On the other hand, the Farage case is testament to the fact that Thatcherism will not lie down and die. No other British prime minister, not even Winston Churchill, has an “-ism” as his or her legacy. The routing of the woke bankers in the Farage case is confirmation of one of the most famous dictums associated with Mrs. Thatcher, said to have been first expressed during her time as leader of the opposition before she won her first general election in 1979: “The facts of life invariably do turn out to be conservative.”
The Iron Lady
The current state of affairs has analogs with how the era of Thatcher’s best overseas friend, Ronald Reagan, is seen today (though Reagan is less controversial in the United States than Thatcher is in Britain). How has it come about?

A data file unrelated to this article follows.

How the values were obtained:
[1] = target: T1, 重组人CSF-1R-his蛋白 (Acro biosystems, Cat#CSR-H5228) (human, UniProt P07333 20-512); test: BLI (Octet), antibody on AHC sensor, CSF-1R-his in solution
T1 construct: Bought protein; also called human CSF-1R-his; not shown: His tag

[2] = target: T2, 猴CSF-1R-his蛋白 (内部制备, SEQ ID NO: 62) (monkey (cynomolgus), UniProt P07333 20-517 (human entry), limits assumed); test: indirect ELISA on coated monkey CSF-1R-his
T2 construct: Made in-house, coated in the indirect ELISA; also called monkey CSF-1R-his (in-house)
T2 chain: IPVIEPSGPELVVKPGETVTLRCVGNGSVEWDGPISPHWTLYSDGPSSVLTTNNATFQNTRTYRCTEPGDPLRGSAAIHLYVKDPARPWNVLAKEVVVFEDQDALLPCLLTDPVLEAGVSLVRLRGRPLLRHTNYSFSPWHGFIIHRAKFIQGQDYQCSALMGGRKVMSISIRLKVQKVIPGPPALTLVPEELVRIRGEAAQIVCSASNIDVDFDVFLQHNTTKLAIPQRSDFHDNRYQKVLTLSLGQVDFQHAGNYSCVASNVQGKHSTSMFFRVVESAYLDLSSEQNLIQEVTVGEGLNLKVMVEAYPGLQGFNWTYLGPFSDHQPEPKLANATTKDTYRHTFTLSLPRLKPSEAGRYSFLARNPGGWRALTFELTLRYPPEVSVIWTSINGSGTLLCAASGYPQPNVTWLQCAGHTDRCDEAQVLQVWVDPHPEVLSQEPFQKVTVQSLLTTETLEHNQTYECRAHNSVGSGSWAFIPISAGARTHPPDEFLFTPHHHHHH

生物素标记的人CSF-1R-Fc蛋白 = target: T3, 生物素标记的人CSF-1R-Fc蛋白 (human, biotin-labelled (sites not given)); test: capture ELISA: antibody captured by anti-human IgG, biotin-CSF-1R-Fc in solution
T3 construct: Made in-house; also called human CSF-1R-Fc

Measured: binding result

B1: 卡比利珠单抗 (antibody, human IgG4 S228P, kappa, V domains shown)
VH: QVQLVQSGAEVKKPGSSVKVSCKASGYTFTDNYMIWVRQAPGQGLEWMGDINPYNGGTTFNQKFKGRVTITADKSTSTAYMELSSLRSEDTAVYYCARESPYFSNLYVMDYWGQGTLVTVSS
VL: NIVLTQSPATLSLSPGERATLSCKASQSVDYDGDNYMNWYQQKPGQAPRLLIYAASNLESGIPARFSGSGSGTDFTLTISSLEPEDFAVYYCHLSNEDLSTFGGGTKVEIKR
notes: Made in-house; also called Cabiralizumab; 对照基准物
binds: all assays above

Part of the explanation is specifically British; part wider. It is important to understand that, even before Thatcher had arrived in office, there was no consensus about her in Britain. She probably did not mind that, because she loved to say how much she disliked consensus: “The Old Testament prophets didn’t go out into the highways saying, ‘Brothers, I want consensus.’ They said, ‘This is my faith and my vision!’… And they preached it.” But it meant that there was already a battle over her legacy, almost before she entered the office which she held for eleven and a half years.